A team of researchers from the universities of North Carolina and Emory in Atlanta moved one step closer to cure HIV forcing the AIDS-causing virus to reactivate meaning this virus becomes vulnerable to the immune system and medication.
This is a significant achievement as currently this virus hides at undetectable levels in immune cells and cannot be killed.
To shock and kill the virus hiding in immune cells, the team used a drug AZD5582 which forced open cellular pathways in the immune system. At the present moment, the drug was tested only on animals.
Co-senior author on both papers Ann Chahroudi, an associate professor of pediatrics and director of the Center for Childhood Infections & Vaccines at Emory, says: “AZD5582 was remarkable in its ability to reactivate latent SIV from resting CD4+ T cells, and to induce continued virus production in the blood when monkeys were still receiving daily antiretroviral therapy.”
A new pneumonia-like coronavirus from China emerged in the city of Wuhan with a population of around 11 million people. The US Centers for Disease Control and Prevention identified a seafood market as the center of the outbreak. The market was closed on the 1st of January 2020.
The World Health Organization (WHO) declared that the outbreak had been caused by a previously unknown type of coronavirus belonging to a family of diseases ranging from the common cold to severe acute respiratory syndrome (SARS).
On the 20th of January, according to the authorities, more than 200 cases recorded and reported about three deaths in China. The virus is present in Beijing, Shanghai, and Shenzhen and detected in South Korea in a Chinese person who arrived by aeroplane.
A new study from the National University of Singapore (NUS) and Fudan University in Shanghai finds a statistically significant link between drinking tea on a regular basis and lower levels of depression in older adults.
For the study, a team of researchers analyzed data provided by 13,000 people who participated in the Chinese Longitudinal Healthy Longevity Survey (CLHLS) from 2005 to 2014 and found that the benefits of tea drinking are the strongest for male participants aged 65 to 79 who live in cities and are educated, married, and receiving pensions.
Lead researcher of the study Feng Qiushi suggests an explanation: “It is likely that the benefit of tea drinking is more evident for the early stage of health deterioration. More studies are surely needed in regard to this issue.”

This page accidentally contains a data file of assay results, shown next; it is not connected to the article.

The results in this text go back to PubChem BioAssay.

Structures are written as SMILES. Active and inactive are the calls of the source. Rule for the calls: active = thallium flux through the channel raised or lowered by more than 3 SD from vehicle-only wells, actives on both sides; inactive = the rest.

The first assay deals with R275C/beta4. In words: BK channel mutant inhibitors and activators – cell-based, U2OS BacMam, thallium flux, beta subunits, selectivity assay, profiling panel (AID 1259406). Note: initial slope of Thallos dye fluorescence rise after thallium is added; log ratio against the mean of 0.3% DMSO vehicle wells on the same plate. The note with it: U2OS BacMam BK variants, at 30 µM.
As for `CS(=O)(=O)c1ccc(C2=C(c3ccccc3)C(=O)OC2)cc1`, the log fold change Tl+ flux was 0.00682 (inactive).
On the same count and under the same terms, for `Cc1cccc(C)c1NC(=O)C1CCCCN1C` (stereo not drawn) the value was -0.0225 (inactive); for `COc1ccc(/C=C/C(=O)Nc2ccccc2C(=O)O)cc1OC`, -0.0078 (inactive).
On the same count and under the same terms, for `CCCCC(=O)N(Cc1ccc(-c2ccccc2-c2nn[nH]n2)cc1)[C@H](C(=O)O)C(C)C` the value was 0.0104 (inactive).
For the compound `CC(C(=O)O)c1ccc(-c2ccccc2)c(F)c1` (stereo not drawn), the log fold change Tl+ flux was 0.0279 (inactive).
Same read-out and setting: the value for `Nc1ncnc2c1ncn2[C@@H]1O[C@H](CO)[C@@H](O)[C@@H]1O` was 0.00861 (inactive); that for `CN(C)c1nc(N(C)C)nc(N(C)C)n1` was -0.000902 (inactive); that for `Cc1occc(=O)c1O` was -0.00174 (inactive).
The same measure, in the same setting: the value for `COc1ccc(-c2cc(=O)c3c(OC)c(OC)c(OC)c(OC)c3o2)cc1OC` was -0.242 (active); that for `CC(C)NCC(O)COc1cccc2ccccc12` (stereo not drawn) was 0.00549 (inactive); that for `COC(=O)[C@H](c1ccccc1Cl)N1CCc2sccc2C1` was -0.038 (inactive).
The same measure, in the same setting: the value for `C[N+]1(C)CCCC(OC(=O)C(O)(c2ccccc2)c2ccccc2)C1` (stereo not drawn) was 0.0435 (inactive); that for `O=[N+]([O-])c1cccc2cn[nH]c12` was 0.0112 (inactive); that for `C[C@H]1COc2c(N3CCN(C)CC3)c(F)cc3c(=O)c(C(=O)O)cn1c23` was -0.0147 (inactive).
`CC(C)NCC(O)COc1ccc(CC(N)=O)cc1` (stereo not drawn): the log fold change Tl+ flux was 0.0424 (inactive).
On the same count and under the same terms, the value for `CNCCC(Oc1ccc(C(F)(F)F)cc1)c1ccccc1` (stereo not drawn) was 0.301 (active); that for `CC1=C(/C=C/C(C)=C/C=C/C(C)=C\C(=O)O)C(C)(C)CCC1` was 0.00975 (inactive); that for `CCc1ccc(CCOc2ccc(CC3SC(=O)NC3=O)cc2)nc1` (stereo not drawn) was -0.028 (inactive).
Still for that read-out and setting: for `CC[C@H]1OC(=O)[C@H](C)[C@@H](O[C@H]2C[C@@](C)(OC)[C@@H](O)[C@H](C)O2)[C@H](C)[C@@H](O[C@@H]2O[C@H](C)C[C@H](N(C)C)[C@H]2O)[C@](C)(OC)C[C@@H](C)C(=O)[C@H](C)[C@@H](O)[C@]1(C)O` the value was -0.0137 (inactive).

A new study from Aarhus University in Denmark examined the effect of sugar intake and found that it altered the reward-processing circuitry of the brain similarly to addictive drugs.
A team of scientists checked the effects of sugar on the brain using a pig model. In the study, minipigs had access to a sucrose solution for 1 hour on 12 consecutive days. After sugar intake, brain scans were made within 24 hours.
After only 12 days of sucrose intake, the scientists could see major changes in the brain’s dopamine and opioid systems.
The lead researchers Michael Winterdahl says: “If sugar can change the brain’s reward system after only 12 days, as we saw in the case of the pigs, you can imagine that natural stimuli, such as learning or social interaction, are pushed into the background and replaced by sugar and/or other ‘artificial’ stimuli.”
According to a new study by the Smidt Heart Institute in Los Angeles, women’s blood vessels age faster than men’s and that puts them at higher risk of heart disease.
Previously, it was believed that women after the age of 50 have a higher risk of developing cardiovascular condition due to hormone changes triggered by menopause.
A team of cardiologists tracked 30,000 adults for almost 40 years having looked for almost 145,000 blood pressure measurements. The analysis of the received showed that accelerating blood pressure elevation started earlier than in men.
Lead author of the study Susan Cheng comments: “Many of us in medicine have long believed that women simply “catch up” to men in terms of their cardiovascular risk [through the menopause]. Our research not only confirms that women have different biology and physiology than their male counterparts but also illustrates why it is that women may be more susceptible to developing certain types of cardiovascular disease and at different points in life.”
A new study from Qingdao University in China suggests that senior people who have trouble with sleeping at night may have a higher risk of developing cognitive issues or dementia than their peers who fall asleep easily.
For the study, a team of researchers examined data from 51 previous studies that tracked the health of middle-aged and older people living in North America, Europe, and East Asia for several years.
The analysis of the available data showed that participants with insomnia were 27% more likely to have issues with mental health, and participants with sleep inadequacy or insufficient rest were 25% more likely to be diagnosed with dementia.
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